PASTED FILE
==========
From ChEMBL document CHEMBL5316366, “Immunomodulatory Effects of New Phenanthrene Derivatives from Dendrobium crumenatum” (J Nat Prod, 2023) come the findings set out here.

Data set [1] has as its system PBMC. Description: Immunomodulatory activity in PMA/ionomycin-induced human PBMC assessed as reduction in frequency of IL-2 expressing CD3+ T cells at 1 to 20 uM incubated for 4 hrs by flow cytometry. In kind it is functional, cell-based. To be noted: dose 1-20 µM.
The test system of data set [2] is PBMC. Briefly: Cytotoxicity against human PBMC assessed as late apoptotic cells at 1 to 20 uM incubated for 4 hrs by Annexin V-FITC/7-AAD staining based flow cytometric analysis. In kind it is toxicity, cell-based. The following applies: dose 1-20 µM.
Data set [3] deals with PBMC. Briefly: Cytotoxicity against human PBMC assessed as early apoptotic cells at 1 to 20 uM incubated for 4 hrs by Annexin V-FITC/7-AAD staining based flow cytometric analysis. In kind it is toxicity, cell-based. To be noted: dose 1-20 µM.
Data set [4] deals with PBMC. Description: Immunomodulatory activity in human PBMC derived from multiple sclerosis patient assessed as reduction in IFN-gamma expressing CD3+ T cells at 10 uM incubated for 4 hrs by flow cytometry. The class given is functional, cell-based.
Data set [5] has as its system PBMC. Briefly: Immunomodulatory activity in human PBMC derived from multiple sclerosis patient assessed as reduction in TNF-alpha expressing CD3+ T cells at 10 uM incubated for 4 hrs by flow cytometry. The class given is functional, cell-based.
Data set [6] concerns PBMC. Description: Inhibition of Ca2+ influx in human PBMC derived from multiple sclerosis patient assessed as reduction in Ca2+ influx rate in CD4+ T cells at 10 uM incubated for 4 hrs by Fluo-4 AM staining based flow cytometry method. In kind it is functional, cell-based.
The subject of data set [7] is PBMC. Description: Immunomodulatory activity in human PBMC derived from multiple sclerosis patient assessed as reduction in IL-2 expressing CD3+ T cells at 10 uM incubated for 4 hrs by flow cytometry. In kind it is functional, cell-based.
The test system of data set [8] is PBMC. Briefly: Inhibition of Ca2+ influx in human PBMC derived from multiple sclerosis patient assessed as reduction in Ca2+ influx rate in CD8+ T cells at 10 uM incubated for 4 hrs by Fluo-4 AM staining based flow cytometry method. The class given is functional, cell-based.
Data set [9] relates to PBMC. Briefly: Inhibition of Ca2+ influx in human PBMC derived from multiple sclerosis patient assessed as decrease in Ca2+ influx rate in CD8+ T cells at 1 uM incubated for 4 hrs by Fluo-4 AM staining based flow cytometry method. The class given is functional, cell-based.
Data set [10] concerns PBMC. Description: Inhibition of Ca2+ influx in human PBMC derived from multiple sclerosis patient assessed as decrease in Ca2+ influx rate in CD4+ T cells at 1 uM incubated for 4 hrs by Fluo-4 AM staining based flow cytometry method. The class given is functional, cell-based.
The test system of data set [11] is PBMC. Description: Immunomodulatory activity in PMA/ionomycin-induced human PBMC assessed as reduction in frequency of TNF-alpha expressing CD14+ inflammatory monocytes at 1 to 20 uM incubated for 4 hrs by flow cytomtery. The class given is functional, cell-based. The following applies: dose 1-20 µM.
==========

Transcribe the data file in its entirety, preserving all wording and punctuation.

From ChEMBL document CHEMBL5316366, “Immunomodulatory Effects of New Phenanthrene Derivatives from Dendrobium crumenatum” (J Nat Prod, 2023) come the findings set out here.

Data set [1] has as its system PBMC. Description: Immunomodulatory activity in PMA/ionomycin-induced human PBMC assessed as reduction in frequency of IL-2 expressing CD3+ T cells at 1 to 20 uM incubated for 4 hrs by flow cytometry. In kind it is functional, cell-based. To be noted: dose 1-20 µM.
The test system of data set [2] is PBMC. Briefly: Cytotoxicity against human PBMC assessed as late apoptotic cells at 1 to 20 uM incubated for 4 hrs by Annexin V-FITC/7-AAD staining based flow cytometric analysis. In kind it is toxicity, cell-based. The following applies: dose 1-20 µM.
Data set [3] deals with PBMC. Briefly: Cytotoxicity against human PBMC assessed as early apoptotic cells at 1 to 20 uM incubated for 4 hrs by Annexin V-FITC/7-AAD staining based flow cytometric analysis. In kind it is toxicity, cell-based. To be noted: dose 1-20 µM.
Data set [4] deals with PBMC. Description: Immunomodulatory activity in human PBMC derived from multiple sclerosis patient assessed as reduction in IFN-gamma expressing CD3+ T cells at 10 uM incubated for 4 hrs by flow cytometry. The class given is functional, cell-based.
Data set [5] has as its system PBMC. Briefly: Immunomodulatory activity in human PBMC derived from multiple sclerosis patient assessed as reduction in TNF-alpha expressing CD3+ T cells at 10 uM incubated for 4 hrs by flow cytometry. The class given is functional, cell-based.
Data set [6] concerns PBMC. Description: Inhibition of Ca2+ influx in human PBMC derived from multiple sclerosis patient assessed as reduction in Ca2+ influx rate in CD4+ T cells at 10 uM incubated for 4 hrs by Fluo-4 AM staining based flow cytometry method. In kind it is functional, cell-based.
The subject of data set [7] is PBMC. Description: Immunomodulatory activity in human PBMC derived from multiple sclerosis patient assessed as reduction in IL-2 expressing CD3+ T cells at 10 uM incubated for 4 hrs by flow cytometry. In kind it is functional, cell-based.
The test system of data set [8] is PBMC. Briefly: Inhibition of Ca2+ influx in human PBMC derived from multiple sclerosis patient assessed as reduction in Ca2+ influx rate in CD8+ T cells at 10 uM incubated for 4 hrs by Fluo-4 AM staining based flow cytometry method. The class given is functional, cell-based.
Data set [9] relates to PBMC. Briefly: Inhibition of Ca2+ influx in human PBMC derived from multiple sclerosis patient assessed as decrease in Ca2+ influx rate in CD8+ T cells at 1 uM incubated for 4 hrs by Fluo-4 AM staining based flow cytometry method. The class given is functional, cell-based.
Data set [10] concerns PBMC. Description: Inhibition of Ca2+ influx in human PBMC derived from multiple sclerosis patient assessed as decrease in Ca2+ influx rate in CD4+ T cells at 1 uM incubated for 4 hrs by Fluo-4 AM staining based flow cytometry method. The class given is functional, cell-based.
The test system of data set [11] is PBMC. Description: Immunomodulatory activity in PMA/ionomycin-induced human PBMC assessed as reduction in frequency of TNF-alpha expressing CD14+ inflammatory monocytes at 1 to 20 uM incubated for 4 hrs by flow cytomtery. The class given is functional, cell-based. The following applies: dose 1-20 µM.